With regard to the daily lived experience of migrants in conditions of illegality, is would be reckless to say “The nation is a smokescreen, a fantasy which hides the struggle between classes which exists within and across them.” The reason for this is that national status in this case determines the experience and nature of class exploitation. Illegal migrants cannot rely on the rights or protections afforded to the rest of the workforce1, nor can they insist on the legal limits on exploitation with regard to working hours, rest breaks or minimum wages. On top of this, their illegal status puts them at the mercy of both the UKBA and threat of deportation, employers exploiting this threat, and in many cases (sometimes the same case) extortion by traffickers and other criminal elements.
The experience of exploitation, and the possibilities available to do something about it are directly figured through nationality as a lived experience. It is a material reality. In this case, it would be a gross simplification to describe the nation as a “smokescreen.”
Workers under occupation
A second case in which nationality determines the lived experience of class exploitation is in the case of military occupation.
The obvious case here is Israel/Palestine, and given the polemical purpose of the original pamphlet this is the example I'll be looking at, again keeping it brief.
The situation of Palestinian workers is dire. Trapped within the bantustans of the West Bank and Gaza, and surrounded by a fortified wall and a ring of Israeli checkpoints, they face massive unemployment (45.2 % in besieged Gaza2). Most industries in Gaza have been destroyed by the blockade of raw materials. For those that have a job, life is harsh – the wall has cut off many from their jobs and livelihoods, and those who travel through checkpoints face long waits.
Palestinians form a vast pool of cheap, highly exploitable labour for the Israeli economy. Those who travel to Israel or to the illegal settlements rely on a system of short-term permits, which can be revoked for various arbitrary reasons, placing them in a highly precarious position. Moreover, international development agencies have assisted in the development of “industrial zones” in the territories. The jobs there are frequently highly precarious and reliant on the Israeli economy, and labour laws have not yet been codified, leaving the workers unprotected. In effect, these regions will cheaply manufacture goods which will then be sold back to Palestinians via the Israel-controlled Palestinian economy.3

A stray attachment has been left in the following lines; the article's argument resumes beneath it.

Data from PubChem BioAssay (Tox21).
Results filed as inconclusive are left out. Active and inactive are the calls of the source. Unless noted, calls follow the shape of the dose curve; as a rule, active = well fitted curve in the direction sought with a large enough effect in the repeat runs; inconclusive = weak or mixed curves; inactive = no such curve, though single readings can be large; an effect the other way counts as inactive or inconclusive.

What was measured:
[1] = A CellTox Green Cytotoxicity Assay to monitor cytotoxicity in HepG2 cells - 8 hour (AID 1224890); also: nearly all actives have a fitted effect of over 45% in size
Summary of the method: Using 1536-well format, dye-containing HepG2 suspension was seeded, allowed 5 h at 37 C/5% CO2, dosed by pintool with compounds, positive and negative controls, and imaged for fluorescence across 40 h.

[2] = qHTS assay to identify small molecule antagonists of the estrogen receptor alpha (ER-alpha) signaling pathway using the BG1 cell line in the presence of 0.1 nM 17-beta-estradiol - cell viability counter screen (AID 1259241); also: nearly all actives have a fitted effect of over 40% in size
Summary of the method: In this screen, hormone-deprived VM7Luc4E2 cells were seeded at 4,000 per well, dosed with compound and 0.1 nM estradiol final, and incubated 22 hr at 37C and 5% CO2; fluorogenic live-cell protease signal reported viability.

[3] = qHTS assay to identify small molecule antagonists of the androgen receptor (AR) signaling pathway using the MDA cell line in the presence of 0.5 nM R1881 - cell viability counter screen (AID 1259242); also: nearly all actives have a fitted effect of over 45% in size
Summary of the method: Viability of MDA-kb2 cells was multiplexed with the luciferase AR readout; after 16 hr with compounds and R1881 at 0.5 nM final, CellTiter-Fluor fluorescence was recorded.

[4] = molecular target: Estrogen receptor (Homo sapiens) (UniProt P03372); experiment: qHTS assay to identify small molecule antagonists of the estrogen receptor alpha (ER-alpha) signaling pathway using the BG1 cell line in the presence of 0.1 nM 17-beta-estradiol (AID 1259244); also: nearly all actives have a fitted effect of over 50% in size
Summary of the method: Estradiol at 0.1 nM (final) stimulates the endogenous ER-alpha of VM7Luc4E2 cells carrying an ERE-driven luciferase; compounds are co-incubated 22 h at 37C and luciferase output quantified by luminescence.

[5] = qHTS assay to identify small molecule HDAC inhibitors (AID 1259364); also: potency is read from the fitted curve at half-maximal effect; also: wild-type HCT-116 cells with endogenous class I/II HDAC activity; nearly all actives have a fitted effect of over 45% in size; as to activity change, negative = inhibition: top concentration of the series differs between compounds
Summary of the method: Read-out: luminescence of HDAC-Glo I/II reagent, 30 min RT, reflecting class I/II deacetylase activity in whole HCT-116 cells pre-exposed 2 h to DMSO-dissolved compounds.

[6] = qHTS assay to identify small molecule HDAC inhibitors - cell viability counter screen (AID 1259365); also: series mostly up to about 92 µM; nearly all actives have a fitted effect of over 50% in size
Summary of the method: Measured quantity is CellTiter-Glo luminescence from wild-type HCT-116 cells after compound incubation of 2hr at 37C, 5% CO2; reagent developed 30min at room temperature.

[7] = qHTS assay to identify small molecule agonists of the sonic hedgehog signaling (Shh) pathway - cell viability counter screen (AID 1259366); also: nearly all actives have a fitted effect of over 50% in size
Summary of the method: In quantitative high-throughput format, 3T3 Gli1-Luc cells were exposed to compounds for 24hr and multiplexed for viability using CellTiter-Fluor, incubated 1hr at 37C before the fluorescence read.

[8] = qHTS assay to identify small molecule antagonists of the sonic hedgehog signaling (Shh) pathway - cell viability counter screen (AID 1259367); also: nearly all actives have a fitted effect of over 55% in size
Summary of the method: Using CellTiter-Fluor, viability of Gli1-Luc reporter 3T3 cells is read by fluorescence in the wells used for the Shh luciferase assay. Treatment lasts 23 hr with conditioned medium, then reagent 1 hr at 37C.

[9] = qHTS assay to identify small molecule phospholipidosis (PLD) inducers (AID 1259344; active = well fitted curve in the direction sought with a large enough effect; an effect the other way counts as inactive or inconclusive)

In short, the lived reality of class exploitation in Palestine is determined in a very harsh and real way by nationality.
None of this is to say that there is no working class in Israel with struggles of its own, or that there is no exploitation of Palestinian workers by Palestinian bosses (or the Palestinian authorities), or that we should line up behind “the resistance”. But the depth and breadth of the reality of occupation mean that we can't speak in vagaries about the nation being a “smokescreen”, “hiding” class struggle – the occupation penetrated society so fully that it is not possible to understand class exploitation in the territories without discussing it.
So can we talk of “national oppression”? Yes, technically. But again, this is such a broad general statement that it's not of much use to communists – Palestinian proles are oppressed in a qualitatively different way to Palestinian bosses or government hacks, and "national liberation" politics are ultimately a dead end.
However, on the other hand we cannot discuss class in the territories honestly if we do not account for the realities of nationality.
Does any of this change the politics we adopt in response to “the national question”? Not really – our praxis should always be to organise across racial, national, gender, etc boundaries, but effective strategies need to be based on an understanding of the specific realities faced by actual groups of workers on a day to day basis.
- 1. Though of course these are being eroded and offer limited protection anyway
- 2. http://www.bbc.co.uk/news/world-middle-east-13758003
- 3. http://stopthewall.org/impact-palestinian-workers-under-israeli-occupation